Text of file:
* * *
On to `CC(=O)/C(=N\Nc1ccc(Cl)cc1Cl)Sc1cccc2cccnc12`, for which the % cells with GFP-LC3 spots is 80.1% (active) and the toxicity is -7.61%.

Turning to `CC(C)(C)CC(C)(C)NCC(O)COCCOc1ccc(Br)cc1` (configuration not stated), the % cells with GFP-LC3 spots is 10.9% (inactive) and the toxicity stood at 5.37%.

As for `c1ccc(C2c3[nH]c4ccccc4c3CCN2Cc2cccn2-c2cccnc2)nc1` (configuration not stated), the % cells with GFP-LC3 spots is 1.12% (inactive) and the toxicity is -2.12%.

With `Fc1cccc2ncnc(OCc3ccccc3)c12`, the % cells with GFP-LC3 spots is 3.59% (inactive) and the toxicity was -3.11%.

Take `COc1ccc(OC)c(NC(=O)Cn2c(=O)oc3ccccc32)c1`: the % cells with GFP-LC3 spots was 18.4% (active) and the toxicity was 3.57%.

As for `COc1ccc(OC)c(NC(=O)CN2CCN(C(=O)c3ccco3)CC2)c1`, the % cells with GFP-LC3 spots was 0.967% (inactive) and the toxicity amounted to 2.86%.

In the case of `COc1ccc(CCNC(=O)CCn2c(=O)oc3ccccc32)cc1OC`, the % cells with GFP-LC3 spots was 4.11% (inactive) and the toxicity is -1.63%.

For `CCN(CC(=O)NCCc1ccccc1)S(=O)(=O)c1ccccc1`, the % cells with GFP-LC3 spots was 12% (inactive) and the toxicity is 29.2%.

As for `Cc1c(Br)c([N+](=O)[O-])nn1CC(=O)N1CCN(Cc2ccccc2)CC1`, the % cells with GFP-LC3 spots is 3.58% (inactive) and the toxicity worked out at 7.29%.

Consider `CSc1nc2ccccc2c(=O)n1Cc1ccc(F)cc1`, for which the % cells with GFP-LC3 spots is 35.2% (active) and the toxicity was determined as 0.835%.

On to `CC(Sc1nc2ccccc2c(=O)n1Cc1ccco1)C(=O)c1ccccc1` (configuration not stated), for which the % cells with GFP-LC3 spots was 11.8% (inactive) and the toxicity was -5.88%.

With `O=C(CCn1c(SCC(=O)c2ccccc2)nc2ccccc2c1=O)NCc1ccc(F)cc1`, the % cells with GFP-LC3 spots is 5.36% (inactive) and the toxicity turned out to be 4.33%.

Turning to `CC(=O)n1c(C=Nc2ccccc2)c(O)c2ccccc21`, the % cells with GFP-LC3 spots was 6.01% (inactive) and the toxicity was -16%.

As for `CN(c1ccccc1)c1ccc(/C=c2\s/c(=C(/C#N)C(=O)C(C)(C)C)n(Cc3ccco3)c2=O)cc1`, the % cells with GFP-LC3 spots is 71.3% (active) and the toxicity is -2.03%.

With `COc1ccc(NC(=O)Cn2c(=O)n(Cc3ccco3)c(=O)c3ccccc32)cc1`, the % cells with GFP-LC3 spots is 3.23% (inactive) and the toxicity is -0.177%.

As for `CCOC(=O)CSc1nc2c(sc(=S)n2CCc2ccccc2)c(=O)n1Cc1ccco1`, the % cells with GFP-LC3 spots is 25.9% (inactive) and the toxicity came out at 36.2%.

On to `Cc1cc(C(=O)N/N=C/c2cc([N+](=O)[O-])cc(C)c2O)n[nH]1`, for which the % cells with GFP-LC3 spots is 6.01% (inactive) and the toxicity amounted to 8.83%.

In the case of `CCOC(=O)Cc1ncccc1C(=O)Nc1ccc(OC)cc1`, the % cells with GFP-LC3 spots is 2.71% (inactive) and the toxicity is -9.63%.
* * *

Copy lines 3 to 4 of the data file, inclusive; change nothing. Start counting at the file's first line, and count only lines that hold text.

As for `c1ccc(C2c3[nH]c4ccccc4c3CCN2Cc2cccn2-c2cccnc2)nc1` (configuration not stated), the % cells with GFP-LC3 spots is 1.12% (inactive) and the toxicity is -2.12%.

With `Fc1cccc2ncnc(OCc3ccccc3)c12`, the % cells with GFP-LC3 spots is 3.59% (inactive) and the toxicity was -3.11%.